Arlette Frund is an Associate Professor of American Literature at the Université François-Rabelais-Tours, France. She specializes in African American literature and culture. She is the author of: Phillis Wheatley et Olaudah Equiano : Figures pionnières de la diaspora atlantique (2006) ; she has edited BMA: The Sonia Sanchez Literary Review, vol. 9.2 (2004), co-edited “La couleur du temps dans la culture afro-américaine,” Cahiers de recherches afro-américaines Transversalité, vol.1 (Tours: Presses universitaires François-Rabelais 2005), and “Ecritures de l’histoire africaine-américaine”, Annales du monde anglophone, vol. 18 (2003). In 2006, she was the Sheila Biddle Ford Foundation Fellow at the W.E.B. Du Bois Institute for African and African American Research at Harvard University and remains an Associate of the Du Bois Institute. She organizes conferences and symposia for the Center for African American and Diaspora Studies (CEAAD) in Paris. With the Du Bois Institute, she planned the following conferences “African American and Diasporic Research in Europe: Comparative and Interdisciplinary Approaches: a conference in honor of Geneviève and Michel Fabre” at the Sorbonne in December 2004, and the 50th Anniversary of the 1st International Congress of Black Writers and Artists at the Sorbonne in September 2006.

   Trica Danielle Keaton is an Associate Professor of African American and Diaspora Studies at Vanderbilt University. She is a Fellow at the Columbia University Institute for Scholars at Reid Hall in Paris, France (2009-2010), and she has been a visiting scholar at the École des Hautes Études en Sciences Sociales in Paris, France and a former Chateaubriand Fellow. She is the author of Muslim Girls and the Other France: Race, Identity Politics, and Social Exclusion (Foreword by Manthia Diawara, 2006), a multi-year ethnography situated in the impoverished Parisian outer-cities that documents shifting national identity and “race” politics in contemporary France, co-editor with Darlene Clark Hine and Stephen Small of Black Europe and the African Diaspora (2009) containing her chapter “‘Black (American) Paris’ and the French Outer-Cities: The Race Question and Questioning Solidarity,” and co-editor with Tracy Sharpley-Whiting and Tyler Stovall of the forthcoming anthology: Black France-France Noire: Blackness, Diaspora, and National Identity Politics (Foreword by Christiane Taubira), and its French translation with Fred Constant. She has also organized and co-organized a number of conferences on the African diaspora in Europe and the US, including, most recently, the “France Noire – Black France” conference mentioned earlier in this document. She is currently working on her next book, (Anti) Blackness in French Society.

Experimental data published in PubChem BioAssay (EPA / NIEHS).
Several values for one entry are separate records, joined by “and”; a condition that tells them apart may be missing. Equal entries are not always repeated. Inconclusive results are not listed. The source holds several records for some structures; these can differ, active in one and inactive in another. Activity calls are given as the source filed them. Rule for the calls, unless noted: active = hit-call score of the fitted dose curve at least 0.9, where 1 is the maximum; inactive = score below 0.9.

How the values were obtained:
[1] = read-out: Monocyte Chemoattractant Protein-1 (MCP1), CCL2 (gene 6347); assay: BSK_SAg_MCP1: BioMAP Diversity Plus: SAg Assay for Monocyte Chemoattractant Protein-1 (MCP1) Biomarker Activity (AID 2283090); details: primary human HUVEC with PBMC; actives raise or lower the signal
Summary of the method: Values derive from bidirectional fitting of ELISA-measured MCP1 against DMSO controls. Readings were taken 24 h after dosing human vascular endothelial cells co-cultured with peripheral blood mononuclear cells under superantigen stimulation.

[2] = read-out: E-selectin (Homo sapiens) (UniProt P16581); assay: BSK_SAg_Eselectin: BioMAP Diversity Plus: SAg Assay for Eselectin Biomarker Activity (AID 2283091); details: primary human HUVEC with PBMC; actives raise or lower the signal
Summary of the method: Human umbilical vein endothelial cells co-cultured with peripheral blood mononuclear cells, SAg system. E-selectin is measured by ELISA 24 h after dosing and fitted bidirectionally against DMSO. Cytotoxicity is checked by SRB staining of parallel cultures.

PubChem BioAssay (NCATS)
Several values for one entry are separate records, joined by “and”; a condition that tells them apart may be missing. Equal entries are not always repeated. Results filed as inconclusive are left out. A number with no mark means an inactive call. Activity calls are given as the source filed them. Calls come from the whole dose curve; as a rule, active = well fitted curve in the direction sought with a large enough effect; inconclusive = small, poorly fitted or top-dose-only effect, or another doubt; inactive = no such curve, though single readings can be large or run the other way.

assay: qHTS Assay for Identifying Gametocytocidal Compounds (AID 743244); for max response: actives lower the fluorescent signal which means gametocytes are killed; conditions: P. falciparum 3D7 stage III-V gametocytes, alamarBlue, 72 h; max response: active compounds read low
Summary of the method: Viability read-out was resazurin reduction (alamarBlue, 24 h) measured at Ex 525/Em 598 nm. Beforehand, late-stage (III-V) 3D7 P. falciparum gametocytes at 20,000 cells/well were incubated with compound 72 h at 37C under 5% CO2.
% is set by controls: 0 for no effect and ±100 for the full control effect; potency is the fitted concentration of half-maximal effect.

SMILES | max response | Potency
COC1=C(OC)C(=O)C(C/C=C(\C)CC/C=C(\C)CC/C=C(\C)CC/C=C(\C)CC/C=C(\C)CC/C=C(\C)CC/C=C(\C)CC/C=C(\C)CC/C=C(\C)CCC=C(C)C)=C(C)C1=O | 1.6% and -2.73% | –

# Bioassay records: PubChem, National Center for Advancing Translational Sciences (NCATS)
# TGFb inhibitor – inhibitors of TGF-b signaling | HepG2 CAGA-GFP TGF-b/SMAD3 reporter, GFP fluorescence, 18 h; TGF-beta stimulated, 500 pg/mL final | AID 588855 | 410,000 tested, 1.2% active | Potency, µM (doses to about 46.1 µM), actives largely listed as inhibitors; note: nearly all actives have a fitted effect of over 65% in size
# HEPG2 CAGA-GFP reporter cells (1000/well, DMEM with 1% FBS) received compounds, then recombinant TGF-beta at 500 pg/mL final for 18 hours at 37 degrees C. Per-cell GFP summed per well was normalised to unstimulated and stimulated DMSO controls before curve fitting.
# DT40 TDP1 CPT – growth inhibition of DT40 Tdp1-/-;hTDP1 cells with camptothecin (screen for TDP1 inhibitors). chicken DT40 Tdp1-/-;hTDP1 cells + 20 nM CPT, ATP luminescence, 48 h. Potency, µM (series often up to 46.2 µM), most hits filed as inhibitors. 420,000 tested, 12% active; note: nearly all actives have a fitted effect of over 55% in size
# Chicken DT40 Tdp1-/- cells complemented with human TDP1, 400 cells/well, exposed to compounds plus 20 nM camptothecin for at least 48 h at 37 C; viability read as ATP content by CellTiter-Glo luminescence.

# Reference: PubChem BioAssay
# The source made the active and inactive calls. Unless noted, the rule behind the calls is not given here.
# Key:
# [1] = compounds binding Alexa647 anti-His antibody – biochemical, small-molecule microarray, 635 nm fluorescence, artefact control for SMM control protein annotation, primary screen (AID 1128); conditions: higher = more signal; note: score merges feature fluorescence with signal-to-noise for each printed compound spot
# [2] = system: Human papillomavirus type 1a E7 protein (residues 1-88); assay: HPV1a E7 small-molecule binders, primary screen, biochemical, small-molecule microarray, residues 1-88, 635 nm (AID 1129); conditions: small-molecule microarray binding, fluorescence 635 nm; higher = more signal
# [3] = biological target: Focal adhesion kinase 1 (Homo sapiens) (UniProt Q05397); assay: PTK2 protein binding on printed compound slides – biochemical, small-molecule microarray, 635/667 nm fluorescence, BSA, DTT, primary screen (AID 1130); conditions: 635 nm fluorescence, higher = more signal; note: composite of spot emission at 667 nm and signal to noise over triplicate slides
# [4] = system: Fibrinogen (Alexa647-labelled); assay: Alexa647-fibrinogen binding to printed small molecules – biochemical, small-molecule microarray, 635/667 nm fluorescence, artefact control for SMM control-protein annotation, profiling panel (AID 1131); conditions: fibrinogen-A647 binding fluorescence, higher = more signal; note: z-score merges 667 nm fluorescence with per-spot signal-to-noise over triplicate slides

T. Denean Sharpley-Whiting is a Distinguished Professor of French and African American and Diaspora Studies and Director of the Program in African American and Diaspora Studies and the W. T. Bandy Center for Baudelaire and Modern French Studies at Vanderbilt University. Her books include Negritude Women (2002), Black Venus: Sexualized Savages, Primal Fears, and Primitive Narratives in French (1999), and Frantz Fanon: Conflicts and Feminisms (1998). She has edited or coedited seven volumes, the latest of which are: Beyond Negritude: Paulette Nardal and Essays from Femme dans la Cité and The Norton Anthology of Theory and Criticism. She has recently completed an award-winning book on young black women and hip-hop culture, Pimps Up, Ho's Down: Hip Hop's Hold on Young Black Women (2007). She is currently at work on Bricktop’s Paris, a multi-life biography of African American women in Paris in the Jazz Age.

  Maboula Soumahoro has been a visiting lecturer in Africana Studies at Barnard College and at the Institute for Research in African American Studies (IRAAS) at Columbia University (New York). She received her Ph.D. magna cum laude from the English department of the Universite de Tours Francois-Rabelais (France). She has also been a Visiting Scholar in the History department and the Institute for Research in African American Studies (IRAAS) at Columbia University. She has lectured and delivered papers in the United States, the Caribbean, and Europe. Her research focuses on the African Diaspora (the Americas and Europe) and American Black Nationalisms (19th and 20th centuries). Her publications include a book chapter in the African Diaspora and the Study of Religion, edited by Theodore Trost (Palgrave Macmillan, 2007) and an article inTransition (98, 2008). She is currently working on Black European Studies and organized an international symposium, "Constructing Black France: A Transatlantic Dialogue", held on Barnard and Columbia campuses in April 2009. She is now Assistant Professor in the English department of the Universty François-Rabelais in Tours, France, where she is a member of the Groupe de Recherche Anglo-Américaine de Tours (GRAAT).